BM, Violin Performance, Florida State University (2005); MA, English and Comparative Literature, Columbia (2007).
Lucia Martinez is a doctoral candidate in the Department of English. She works primarily in early modern English poetry and non-dramatic prose, with a focus on Reformation politics and poetics. Her dissertation is titled Making a Solemn Note: The Music and Measure of English Reformation Psalms, and argues that metrical psalms produced in the sixteenth century--namely those found in early modern England's bestselling book, the Sternhold and Hopkins psalter--were central to the development of the idea of post-medieval English "poetry." Her other current (and ongoing) interests include the lyric poetry of Sidney and Donne, music in Milton, family dynamics in Shakespeare, Spenser's shorter works and letters, and the science of cognitive poetics.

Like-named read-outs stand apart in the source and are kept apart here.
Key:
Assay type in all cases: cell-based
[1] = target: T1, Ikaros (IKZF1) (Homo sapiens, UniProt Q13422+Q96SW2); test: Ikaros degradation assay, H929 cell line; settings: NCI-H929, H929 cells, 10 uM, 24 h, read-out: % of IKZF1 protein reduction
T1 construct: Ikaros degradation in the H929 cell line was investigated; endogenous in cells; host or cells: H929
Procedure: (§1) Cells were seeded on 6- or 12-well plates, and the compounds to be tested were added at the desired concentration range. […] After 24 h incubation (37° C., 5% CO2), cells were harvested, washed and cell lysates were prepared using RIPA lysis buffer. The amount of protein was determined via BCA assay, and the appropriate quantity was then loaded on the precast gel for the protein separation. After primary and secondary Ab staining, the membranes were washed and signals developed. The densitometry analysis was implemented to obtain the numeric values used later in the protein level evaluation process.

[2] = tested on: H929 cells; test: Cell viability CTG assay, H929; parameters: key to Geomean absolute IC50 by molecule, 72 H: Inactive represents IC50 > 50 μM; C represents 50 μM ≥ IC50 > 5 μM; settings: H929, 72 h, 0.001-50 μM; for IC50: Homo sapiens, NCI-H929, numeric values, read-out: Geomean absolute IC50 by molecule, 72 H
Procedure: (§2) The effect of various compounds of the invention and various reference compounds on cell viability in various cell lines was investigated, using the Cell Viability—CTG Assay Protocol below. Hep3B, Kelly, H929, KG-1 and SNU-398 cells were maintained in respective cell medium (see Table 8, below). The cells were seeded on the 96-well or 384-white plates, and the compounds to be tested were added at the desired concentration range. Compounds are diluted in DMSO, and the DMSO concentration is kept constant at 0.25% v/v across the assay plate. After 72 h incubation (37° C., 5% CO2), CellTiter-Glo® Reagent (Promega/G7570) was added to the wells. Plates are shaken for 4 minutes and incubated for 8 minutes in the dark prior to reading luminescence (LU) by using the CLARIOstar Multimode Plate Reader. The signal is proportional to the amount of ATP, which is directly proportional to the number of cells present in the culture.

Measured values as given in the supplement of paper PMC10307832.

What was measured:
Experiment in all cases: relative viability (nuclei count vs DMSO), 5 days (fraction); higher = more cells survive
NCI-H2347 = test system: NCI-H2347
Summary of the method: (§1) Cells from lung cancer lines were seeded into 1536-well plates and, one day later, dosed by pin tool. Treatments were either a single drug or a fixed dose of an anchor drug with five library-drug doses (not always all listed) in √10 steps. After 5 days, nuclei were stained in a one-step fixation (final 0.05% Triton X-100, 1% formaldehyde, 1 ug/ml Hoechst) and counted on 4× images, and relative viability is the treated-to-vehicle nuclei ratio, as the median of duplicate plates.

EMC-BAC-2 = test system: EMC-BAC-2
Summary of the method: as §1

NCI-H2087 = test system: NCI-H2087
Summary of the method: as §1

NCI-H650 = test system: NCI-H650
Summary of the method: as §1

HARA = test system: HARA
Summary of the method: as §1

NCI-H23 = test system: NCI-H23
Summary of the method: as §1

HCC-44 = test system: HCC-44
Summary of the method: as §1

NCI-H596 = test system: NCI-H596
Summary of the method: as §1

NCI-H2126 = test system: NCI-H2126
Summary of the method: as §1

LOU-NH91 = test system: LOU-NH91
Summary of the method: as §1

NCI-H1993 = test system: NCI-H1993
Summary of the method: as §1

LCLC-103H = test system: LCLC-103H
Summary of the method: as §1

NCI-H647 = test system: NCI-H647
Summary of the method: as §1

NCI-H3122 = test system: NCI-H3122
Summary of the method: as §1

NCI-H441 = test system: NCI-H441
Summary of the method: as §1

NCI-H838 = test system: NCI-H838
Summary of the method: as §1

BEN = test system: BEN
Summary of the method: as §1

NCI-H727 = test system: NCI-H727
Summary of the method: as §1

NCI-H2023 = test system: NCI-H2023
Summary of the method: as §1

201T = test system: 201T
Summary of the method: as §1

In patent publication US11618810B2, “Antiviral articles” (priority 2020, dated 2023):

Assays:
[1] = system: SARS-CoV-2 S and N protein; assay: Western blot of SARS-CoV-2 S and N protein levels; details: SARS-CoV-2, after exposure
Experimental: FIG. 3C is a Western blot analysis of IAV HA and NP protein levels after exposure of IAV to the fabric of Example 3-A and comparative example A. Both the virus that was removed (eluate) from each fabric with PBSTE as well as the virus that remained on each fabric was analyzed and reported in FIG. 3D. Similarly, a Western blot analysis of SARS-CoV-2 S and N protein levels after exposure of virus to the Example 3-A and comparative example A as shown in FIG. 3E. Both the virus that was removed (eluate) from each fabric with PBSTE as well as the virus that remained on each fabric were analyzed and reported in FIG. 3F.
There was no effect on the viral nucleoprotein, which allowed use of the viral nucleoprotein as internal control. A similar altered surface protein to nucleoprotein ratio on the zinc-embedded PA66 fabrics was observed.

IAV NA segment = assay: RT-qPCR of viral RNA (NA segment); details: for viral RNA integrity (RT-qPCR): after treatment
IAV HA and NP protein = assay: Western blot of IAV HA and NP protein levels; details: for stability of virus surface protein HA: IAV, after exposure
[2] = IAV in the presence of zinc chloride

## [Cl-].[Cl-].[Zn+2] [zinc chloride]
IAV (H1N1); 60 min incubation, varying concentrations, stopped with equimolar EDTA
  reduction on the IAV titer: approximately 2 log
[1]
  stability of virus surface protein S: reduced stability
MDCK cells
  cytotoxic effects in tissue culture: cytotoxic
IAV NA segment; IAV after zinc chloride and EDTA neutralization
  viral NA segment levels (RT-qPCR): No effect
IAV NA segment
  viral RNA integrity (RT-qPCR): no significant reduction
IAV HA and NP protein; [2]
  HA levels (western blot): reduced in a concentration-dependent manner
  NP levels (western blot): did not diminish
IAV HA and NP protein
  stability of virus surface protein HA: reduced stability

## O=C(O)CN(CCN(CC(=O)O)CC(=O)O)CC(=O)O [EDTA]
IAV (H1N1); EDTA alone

Lucia's research has been supported by a William Fontaine Fellowship, as well as the Pew Presidential Prize and a grant-in-aid from the Folger Shakespeare Library. From 2011-2012, she was co-coordinator of the Medieval-Renaissance Seminar, and organized the 2011 Phyllis Rackin Lecture, delivered by Will Fisher. Lucia has taught seminars for Penn's Critical Writing Program on linguistics and literature; in 2012, she taught a survey of Western civilization in the Liberal Arts program at Philadelphia's University of the Arts. In 2013, she will teach a seminar at Penn on aesthetics and literature titled "Beauty and the Text," as well as the "Relocations" seminar in the PennCAP/Pre-Freshman Program.